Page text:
Imagination Connoisseur, Jamie Thomas, loves Star Trek and offers a critical perspective of what’s been done to the franchise since Bad Robot and Secret Hideout have been at the con.

Hi Rob,

This is my first time contacting you after watching a handful of your Youtube videos and I am thankful to hear that there are other fans out there who love Star Trek and are willing to call out Star Trek: Discovery for its lazy, terrible storytelling.

I couldn’t get past the first two episodes, it was a struggle to keep going after that terrible scene where Georgiou walked a Starfleet Delta insignia into the sand, DURING A SANDSTORM in an attempt to contact the ship in orbit. I felt my intelligence being severely insulted and I was saddened that the writers felt that all it took to make this a “Star Trek” show was a really poorly conceived, idiotic wink to the camera by having the characters attempt to pull off this truly stupid maneuver.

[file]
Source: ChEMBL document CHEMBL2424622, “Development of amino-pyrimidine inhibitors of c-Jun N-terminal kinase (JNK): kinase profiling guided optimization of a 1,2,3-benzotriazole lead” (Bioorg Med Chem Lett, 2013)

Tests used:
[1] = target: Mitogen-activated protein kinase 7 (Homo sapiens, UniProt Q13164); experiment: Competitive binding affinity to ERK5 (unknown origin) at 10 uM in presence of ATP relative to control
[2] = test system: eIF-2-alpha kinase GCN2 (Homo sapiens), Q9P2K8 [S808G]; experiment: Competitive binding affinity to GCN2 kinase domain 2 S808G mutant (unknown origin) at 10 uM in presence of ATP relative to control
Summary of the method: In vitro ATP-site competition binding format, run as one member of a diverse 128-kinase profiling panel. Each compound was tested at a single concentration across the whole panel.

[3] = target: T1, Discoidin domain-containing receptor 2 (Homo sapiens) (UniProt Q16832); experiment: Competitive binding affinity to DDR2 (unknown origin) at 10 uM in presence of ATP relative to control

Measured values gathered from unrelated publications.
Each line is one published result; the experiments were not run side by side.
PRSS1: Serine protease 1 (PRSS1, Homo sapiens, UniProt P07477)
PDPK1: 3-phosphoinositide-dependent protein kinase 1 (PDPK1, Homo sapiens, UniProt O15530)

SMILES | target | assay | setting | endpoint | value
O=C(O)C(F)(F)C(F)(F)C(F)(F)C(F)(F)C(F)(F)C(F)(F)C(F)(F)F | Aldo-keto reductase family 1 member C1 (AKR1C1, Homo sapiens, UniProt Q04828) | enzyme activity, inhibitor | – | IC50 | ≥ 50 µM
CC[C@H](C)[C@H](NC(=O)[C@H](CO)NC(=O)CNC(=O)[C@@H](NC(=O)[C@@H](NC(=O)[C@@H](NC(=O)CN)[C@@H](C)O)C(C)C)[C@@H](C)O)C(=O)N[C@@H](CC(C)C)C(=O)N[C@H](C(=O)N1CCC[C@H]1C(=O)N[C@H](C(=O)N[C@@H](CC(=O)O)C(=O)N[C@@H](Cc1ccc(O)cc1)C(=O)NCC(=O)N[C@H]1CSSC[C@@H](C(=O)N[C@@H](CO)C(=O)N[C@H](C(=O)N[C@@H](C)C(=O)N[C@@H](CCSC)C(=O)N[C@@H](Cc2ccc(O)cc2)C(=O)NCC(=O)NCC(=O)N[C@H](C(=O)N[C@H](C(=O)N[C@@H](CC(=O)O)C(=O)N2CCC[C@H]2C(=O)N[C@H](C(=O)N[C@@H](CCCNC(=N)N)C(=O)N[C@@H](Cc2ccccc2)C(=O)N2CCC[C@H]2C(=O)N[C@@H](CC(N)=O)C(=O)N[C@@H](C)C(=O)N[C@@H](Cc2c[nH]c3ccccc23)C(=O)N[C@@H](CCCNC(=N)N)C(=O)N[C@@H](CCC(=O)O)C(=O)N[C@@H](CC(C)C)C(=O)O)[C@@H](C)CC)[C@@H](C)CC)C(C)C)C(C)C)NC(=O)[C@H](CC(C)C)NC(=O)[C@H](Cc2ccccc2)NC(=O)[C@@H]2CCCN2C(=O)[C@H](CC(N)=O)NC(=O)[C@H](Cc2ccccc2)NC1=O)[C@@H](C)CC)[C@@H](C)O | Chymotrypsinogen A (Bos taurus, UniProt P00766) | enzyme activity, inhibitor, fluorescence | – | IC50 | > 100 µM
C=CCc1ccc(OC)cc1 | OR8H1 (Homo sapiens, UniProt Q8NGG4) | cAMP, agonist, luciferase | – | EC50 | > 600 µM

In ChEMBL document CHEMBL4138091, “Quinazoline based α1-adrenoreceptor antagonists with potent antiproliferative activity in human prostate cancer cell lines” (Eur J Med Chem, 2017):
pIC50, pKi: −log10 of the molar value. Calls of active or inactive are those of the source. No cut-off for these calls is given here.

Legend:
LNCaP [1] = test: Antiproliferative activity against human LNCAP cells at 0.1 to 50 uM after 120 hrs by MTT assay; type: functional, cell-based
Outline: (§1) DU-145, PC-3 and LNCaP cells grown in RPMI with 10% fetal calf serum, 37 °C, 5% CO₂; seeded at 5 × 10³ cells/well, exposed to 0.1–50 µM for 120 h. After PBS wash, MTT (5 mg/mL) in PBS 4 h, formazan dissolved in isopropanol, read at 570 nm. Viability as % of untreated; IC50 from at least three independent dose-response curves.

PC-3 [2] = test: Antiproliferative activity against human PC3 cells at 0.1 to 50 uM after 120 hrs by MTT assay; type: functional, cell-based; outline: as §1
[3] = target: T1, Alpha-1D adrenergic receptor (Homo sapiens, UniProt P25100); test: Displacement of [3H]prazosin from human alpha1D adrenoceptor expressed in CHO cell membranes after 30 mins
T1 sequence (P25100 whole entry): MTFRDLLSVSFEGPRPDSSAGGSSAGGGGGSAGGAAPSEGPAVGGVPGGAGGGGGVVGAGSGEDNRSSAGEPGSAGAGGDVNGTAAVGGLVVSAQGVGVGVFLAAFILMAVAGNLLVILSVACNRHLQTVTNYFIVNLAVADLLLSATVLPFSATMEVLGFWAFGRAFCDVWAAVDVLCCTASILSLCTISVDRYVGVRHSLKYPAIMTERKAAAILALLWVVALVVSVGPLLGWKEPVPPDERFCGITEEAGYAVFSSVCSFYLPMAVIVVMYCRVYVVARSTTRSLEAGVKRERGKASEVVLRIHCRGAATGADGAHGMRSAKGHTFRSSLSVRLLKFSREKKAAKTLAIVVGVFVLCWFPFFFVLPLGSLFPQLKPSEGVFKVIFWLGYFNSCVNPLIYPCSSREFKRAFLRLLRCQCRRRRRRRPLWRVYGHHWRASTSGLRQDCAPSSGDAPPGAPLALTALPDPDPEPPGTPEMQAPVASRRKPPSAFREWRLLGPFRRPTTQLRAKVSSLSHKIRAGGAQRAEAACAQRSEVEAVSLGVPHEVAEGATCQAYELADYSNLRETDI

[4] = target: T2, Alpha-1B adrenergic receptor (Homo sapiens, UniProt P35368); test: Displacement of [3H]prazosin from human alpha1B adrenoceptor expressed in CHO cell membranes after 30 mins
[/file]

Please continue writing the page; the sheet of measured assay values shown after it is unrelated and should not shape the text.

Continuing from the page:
I’ve read various pieces of information about other episodes of ST:DISC but I can’t bear to watch it, I have better things to do with my time than engage with this rubbish.

I wholeheartedly agree with your observations about the comparisons between Star Trek and its potential to “become the next MCU.”  Star Trek was already a rich expansive universe, filled with diverse characters and interesting stories, shared across 4 television series and 10 films.

It is sadly now run by a corporation who don’t truly understand the property they’ve been handed.

I’m cautious about the new Star Trek: Picard series as it is being run by the knuckleheads that produced the reboot films, but I’m willing to wait and see how it turns out. Fingers crossed!

In summation, the entire JJ/Bad Robot/Secret Hideout run of Star Trek can be easily boiled down to one scene in the awful STAR TREK INTO DARKNESS film where Chris Pine’s Kirk swing kicks the warp core component back into alignment.

The writers need to ask themselves, is that how they would repair the LHC at CERN? If the answer is no, then it shouldn’t be the solution to repairing an extremely complex device that is designed to warp space in-order to allow faster than light travel, in a Star Trek show which is founded on the principles of science and verisimilitude. Respect your audience, don’t go for the “because it looks cool” solution.

For me, Star Trek ended in 2005 when Enterprise was sadly brought to an end.

RIP Star Trek.

– Jamie T.

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